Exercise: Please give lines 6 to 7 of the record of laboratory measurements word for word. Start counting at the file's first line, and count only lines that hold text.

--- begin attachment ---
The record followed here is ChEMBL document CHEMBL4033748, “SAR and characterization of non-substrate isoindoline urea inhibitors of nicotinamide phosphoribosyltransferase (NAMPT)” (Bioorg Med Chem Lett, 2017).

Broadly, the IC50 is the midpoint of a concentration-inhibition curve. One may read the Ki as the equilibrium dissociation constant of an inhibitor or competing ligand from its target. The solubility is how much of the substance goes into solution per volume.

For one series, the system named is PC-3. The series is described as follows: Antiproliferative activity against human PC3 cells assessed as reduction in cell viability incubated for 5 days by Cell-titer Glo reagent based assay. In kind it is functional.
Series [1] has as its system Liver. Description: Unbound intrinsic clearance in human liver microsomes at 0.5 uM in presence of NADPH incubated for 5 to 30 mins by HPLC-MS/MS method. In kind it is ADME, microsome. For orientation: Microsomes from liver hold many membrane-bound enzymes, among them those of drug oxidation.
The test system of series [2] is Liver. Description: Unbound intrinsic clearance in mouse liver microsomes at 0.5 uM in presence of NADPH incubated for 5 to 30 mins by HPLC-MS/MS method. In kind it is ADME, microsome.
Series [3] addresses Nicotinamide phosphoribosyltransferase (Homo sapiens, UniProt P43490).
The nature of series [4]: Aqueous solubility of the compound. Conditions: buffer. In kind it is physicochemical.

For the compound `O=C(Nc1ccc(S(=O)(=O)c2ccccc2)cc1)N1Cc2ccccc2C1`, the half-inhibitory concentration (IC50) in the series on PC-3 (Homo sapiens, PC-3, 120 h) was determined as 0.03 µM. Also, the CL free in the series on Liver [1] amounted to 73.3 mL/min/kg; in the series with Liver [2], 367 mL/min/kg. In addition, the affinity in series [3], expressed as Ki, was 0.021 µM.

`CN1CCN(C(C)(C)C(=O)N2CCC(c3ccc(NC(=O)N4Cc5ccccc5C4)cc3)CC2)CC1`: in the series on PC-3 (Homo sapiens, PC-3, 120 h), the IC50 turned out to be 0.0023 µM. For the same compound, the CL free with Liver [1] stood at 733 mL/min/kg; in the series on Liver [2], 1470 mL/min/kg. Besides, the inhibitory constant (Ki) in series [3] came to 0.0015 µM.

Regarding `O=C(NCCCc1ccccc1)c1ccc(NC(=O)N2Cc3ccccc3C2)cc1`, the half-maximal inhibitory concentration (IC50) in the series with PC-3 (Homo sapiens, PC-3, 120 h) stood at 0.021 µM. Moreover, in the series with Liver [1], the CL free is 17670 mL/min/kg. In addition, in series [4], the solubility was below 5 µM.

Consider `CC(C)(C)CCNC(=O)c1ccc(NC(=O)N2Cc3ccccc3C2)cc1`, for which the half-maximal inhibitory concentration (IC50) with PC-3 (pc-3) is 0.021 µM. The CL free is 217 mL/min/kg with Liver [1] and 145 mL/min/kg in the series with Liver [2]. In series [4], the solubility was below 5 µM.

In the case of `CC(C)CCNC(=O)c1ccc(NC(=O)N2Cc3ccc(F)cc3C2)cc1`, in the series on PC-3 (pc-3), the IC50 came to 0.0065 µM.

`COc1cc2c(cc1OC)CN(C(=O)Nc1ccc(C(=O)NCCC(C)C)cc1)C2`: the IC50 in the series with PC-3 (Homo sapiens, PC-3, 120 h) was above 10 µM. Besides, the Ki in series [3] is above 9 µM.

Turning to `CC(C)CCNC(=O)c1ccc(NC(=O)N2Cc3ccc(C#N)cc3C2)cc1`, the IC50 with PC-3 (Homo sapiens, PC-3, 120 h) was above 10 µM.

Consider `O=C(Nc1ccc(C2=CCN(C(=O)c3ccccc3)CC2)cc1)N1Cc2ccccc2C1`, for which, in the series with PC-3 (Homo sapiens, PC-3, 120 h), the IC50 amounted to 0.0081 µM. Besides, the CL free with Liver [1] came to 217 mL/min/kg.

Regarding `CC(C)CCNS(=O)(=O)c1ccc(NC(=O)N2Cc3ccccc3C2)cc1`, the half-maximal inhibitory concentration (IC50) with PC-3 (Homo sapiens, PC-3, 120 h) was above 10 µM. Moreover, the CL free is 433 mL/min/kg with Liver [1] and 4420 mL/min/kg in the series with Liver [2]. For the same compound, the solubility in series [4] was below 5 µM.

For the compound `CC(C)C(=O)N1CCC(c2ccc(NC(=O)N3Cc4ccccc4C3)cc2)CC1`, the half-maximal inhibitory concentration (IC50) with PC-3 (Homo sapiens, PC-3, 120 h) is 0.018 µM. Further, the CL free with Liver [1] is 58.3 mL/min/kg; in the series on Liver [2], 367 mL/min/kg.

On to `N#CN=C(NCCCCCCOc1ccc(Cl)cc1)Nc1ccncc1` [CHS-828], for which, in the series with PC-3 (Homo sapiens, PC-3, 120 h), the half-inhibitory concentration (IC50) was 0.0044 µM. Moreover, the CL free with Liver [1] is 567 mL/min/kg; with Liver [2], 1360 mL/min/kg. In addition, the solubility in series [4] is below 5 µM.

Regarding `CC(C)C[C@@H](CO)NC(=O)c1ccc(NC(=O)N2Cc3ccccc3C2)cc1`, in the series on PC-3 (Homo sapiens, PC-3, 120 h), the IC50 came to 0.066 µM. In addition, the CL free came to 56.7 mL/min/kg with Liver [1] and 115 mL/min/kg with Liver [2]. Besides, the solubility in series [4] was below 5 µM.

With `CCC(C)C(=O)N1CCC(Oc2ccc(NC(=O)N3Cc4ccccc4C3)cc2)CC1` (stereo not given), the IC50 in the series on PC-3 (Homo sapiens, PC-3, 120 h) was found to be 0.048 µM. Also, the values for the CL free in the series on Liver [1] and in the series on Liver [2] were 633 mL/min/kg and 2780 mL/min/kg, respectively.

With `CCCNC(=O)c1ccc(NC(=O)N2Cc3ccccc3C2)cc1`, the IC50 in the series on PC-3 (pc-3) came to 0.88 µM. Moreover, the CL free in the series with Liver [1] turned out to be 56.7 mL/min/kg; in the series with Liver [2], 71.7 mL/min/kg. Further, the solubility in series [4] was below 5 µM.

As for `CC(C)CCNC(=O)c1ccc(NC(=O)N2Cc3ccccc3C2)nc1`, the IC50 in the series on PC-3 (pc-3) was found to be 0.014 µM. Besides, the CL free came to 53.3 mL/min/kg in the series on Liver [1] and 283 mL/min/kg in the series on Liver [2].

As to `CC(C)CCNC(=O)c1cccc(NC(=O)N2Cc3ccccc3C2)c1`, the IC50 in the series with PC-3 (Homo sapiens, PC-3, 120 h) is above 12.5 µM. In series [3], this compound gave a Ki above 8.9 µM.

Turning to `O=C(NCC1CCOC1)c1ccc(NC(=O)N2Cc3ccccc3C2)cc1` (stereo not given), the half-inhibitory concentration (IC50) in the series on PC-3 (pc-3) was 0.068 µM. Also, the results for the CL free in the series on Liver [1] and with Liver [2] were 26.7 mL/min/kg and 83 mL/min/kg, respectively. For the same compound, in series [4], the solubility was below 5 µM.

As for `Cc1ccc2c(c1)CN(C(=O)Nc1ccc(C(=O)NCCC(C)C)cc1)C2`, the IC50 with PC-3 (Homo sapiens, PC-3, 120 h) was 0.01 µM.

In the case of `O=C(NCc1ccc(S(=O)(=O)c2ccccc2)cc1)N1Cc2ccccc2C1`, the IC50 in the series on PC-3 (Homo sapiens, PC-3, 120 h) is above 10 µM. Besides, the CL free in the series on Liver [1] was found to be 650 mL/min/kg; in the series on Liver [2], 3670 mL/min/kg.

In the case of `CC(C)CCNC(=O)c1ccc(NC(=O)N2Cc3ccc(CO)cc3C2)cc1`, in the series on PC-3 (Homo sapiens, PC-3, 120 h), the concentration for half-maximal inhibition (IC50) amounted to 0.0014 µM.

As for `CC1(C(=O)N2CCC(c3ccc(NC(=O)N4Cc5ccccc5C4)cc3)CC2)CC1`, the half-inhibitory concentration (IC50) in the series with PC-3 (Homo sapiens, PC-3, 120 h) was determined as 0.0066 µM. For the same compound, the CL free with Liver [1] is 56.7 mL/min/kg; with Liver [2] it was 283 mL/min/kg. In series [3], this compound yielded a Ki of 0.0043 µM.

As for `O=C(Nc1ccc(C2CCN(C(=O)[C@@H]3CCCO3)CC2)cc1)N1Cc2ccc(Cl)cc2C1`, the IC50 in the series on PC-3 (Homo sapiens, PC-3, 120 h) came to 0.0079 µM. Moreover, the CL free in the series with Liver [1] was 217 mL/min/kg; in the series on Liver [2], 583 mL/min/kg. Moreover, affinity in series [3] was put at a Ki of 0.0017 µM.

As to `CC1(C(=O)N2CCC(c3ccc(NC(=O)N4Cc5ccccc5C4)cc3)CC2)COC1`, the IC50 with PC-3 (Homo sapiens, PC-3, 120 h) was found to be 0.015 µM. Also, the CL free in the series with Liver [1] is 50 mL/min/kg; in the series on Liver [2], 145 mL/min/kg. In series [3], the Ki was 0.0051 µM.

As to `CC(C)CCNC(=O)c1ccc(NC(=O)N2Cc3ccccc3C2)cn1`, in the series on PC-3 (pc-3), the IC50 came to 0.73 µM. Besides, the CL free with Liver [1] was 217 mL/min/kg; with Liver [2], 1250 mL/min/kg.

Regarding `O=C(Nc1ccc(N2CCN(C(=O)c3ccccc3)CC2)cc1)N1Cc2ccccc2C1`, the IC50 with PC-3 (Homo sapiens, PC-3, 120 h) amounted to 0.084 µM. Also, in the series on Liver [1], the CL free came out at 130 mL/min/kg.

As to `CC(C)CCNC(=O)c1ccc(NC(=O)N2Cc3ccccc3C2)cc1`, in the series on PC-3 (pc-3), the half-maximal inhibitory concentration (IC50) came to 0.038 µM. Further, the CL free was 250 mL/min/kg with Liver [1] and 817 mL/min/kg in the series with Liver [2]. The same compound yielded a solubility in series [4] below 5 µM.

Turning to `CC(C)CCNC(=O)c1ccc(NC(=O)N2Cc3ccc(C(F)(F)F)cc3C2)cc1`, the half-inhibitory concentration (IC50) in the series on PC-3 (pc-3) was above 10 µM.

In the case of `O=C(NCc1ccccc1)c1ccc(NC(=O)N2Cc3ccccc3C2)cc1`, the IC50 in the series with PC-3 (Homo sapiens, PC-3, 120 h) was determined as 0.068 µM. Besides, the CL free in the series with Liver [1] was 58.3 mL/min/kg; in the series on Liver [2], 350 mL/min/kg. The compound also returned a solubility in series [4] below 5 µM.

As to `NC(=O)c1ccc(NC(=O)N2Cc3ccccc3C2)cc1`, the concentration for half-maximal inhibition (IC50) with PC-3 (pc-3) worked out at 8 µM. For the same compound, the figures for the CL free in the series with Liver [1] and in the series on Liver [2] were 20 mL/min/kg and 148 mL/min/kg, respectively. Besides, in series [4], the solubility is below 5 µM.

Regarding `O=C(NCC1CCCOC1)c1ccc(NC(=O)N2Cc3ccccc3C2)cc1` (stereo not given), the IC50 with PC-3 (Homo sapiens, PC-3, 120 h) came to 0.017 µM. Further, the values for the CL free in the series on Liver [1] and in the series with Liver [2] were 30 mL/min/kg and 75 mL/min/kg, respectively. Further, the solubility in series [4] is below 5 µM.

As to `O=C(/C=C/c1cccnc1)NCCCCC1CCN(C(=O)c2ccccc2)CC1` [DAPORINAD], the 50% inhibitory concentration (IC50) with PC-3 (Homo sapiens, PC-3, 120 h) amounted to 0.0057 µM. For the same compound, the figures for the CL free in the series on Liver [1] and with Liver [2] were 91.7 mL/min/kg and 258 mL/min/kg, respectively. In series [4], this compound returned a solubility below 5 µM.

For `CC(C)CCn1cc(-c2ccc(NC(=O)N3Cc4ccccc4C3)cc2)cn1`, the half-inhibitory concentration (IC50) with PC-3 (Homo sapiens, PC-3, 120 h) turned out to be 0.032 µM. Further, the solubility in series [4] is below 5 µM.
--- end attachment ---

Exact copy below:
Series [3] addresses Nicotinamide phosphoribosyltransferase (Homo sapiens, UniProt P43490).
The nature of series [4]: Aqueous solubility of the compound. Conditions: buffer. In kind it is physicochemical.